What’s it like to then clue the actor in on what you’re doing with their character? How did Natalie Zea react to everything that will be happening with her character?

APPELBAUM: The actors are really game for a lot of, I think they find they’re really enjoyed the show, they find it really exciting to to read these scripts and to be surprised, like the audience is. When they wanna know something, they ask, and we’re more than happy to tell them. But sometimes, they like to just read and be surprised themselves, and go on that journey. It depends on the actor and their process. Each of them are different, with how they wanna be involved, but we’re open to each different type of process.

Jonno Roberts as James in Season 2 of La Brea
Image via NBC

We now have the mystery of what this new symbol is, and we have this child who’s pretending not to be able to speak English, and we know that Levi is somehow connected to it all. What can you say about all of that? What role will that play, going forward?

APPELBAUM: It’s gonna be a central part of Season 3. There’s a deeper mysteries that exists in 10,000 B.C., beyond the Lazarus building. That was one of the things that we wanted to impress upon the audience. We’re also gonna find out about Gavin and his family’s role. We heard a little bit about Gavin’s sister, at the end of Season 2, and we’re gonna find out that Gavin’s family’s history goes deeper into this than we had thought before. We really wanted to tease deeper mysteries and deeper connections to this world that are gonna be central to the story. I don’t wanna give away too many plot elements, but those pieces are really gonna be pivotal for figuring out what’s going on in 10,000 B.C. You’ll also get a larger sense of how they might actually get reunited and get home.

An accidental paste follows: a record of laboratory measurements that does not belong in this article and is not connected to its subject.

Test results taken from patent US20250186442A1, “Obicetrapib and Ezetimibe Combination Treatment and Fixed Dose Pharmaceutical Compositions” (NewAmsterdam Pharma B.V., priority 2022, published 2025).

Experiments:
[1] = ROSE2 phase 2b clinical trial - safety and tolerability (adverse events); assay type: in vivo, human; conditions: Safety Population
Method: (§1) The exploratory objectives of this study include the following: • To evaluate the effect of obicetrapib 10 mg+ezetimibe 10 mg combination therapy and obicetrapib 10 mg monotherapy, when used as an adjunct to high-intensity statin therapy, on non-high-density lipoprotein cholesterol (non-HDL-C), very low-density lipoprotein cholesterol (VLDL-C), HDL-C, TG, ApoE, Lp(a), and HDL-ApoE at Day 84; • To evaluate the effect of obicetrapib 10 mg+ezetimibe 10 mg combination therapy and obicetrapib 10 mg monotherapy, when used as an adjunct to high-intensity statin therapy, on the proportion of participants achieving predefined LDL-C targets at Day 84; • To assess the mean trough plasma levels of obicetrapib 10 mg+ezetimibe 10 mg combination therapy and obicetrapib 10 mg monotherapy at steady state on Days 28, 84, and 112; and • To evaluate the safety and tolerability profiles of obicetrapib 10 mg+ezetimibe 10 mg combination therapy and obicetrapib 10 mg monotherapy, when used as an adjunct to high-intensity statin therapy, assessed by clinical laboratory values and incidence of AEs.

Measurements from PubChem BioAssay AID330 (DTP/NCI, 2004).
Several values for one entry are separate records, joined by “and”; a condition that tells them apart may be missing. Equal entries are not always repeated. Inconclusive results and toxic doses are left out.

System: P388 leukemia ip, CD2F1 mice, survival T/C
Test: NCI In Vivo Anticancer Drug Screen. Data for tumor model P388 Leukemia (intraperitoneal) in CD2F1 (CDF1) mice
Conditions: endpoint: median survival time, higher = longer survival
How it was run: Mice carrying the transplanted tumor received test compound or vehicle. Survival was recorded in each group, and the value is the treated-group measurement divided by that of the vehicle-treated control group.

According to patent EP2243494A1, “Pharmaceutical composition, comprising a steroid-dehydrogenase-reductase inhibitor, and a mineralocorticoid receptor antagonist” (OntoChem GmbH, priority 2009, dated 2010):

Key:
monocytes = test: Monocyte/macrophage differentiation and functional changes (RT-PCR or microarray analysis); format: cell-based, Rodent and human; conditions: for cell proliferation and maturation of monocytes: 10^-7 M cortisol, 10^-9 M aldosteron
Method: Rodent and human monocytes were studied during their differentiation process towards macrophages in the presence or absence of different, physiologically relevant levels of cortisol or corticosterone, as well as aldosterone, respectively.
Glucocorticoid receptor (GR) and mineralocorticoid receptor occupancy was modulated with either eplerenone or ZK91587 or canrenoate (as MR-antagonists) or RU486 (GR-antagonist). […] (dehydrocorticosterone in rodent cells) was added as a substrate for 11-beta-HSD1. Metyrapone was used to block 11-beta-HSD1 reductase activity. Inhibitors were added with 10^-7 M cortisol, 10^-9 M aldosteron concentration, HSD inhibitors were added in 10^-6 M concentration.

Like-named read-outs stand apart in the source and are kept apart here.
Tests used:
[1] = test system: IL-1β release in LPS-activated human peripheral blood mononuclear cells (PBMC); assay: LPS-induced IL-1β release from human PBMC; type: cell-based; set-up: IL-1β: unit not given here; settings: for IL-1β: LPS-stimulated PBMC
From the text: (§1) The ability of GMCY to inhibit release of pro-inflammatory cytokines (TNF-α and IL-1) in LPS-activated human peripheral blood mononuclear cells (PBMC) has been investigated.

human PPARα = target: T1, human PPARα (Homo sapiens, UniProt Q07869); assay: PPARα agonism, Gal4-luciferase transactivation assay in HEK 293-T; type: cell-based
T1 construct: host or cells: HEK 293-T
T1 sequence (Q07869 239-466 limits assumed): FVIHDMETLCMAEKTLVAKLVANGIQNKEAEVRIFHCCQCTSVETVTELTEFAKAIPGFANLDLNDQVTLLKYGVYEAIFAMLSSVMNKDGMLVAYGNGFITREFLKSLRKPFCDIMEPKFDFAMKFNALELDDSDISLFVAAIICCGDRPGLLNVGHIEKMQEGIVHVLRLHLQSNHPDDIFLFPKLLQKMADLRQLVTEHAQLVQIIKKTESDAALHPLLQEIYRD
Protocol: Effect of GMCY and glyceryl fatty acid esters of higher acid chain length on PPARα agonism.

When someone like James gives a warning about somebody, like he does to Gavin about his sister, should we be even more worried about what kind of person she will be and how she will play into all of this?

APPELBAUM: Yes, but also, can you believe him? He’s a very manipulative character, so was he telling the truth, or did he have some larger purpose in mind? Why would he tell him that only now? Those are some of the questions that Gavin will be pondering and grappling with, as he gets into Season 3. He’s gonna meet his sister, at some point, but there are some deeper questions that he’s gonna be sitting with, as Season 3 starts up.